Where the Mini Studio 8 shines is in the responsiveness of the screen. It is fast to the touch and Web pages load quickly thanks to the speedy processor. In fact, I also liked the speed at which the voice navigation worked, the quality of the pictures it is capable of taking for casual users and snapshot shooters. The video and picture quality in general is not that of an iPad, but the difference to me was not cause for alarm and the Idolian proved itself great for watching movies or reading on a long commute.

I also very much like the fact that I can connect to my laptop for charging purposes and with using the HDMI port for connecting to my HDTV. On the latter front, it would be nice if Idolian offered a wireless HDMI connection - they and others I believe are missing out on leveraging these kinds of devices for multi-screen and multitasking situations, which according to the latest studies are becoming the norm rather than the exception in most U.S. living rooms with big screen TVs. I should also add that the Google Talk feature has excellent sound reproduction and that the sound system in general, be it for watching videos or listening to music was excellent.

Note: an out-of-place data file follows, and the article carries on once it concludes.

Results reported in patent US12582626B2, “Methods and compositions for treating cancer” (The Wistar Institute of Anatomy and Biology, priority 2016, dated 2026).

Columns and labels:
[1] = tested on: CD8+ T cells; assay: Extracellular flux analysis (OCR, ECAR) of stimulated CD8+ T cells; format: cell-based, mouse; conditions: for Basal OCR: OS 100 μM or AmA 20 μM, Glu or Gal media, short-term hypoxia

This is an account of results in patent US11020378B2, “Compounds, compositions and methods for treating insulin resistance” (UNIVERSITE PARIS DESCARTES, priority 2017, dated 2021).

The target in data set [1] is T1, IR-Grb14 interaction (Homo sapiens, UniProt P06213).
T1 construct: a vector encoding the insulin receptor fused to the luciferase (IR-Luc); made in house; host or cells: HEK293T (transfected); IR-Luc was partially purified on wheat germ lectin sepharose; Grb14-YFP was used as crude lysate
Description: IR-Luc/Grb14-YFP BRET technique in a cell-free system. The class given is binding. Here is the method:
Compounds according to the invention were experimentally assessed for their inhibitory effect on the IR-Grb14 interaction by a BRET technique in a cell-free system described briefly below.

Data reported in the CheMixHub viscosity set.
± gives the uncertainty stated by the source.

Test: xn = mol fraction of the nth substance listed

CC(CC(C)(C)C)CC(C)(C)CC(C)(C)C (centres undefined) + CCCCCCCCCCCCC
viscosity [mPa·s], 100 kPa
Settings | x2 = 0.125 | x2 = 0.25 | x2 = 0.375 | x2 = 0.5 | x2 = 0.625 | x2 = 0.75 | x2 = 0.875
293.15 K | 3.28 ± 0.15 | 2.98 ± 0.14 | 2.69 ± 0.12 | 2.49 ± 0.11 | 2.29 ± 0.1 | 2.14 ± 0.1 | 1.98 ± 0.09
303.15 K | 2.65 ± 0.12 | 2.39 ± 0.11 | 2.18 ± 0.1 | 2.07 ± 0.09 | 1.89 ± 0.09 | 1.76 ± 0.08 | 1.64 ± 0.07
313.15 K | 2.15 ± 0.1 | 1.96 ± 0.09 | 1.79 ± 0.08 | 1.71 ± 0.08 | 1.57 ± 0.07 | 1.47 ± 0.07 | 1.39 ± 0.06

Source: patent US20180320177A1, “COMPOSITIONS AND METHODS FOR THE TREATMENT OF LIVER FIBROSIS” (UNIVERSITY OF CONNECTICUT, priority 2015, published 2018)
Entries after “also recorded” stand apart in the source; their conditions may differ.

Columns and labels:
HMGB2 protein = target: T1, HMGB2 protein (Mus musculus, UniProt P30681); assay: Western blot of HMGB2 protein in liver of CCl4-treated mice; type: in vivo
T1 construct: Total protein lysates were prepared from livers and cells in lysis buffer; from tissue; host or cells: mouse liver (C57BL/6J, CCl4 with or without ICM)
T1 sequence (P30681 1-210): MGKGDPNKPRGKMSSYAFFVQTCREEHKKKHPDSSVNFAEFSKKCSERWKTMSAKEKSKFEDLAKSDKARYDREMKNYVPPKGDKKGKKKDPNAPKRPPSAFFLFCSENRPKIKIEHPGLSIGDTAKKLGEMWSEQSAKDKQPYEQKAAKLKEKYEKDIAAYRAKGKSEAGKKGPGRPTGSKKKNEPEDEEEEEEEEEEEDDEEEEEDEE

And, speaking of watching videos, I did a side-by-side comparison with an iPad 3 and while the iPad 3 with its retina display (and huge price tag relative to the Idolian) is hard to beat, considering its price, the Mini Studio extremely hard to beat. I was actually surprised by the picture quality and really pleased by the ease of use of taking pictures and looking at what turned out to be extremely satisfying results. And, the ability to watch videos in a floating window while doing other things in another window was very useful indeed.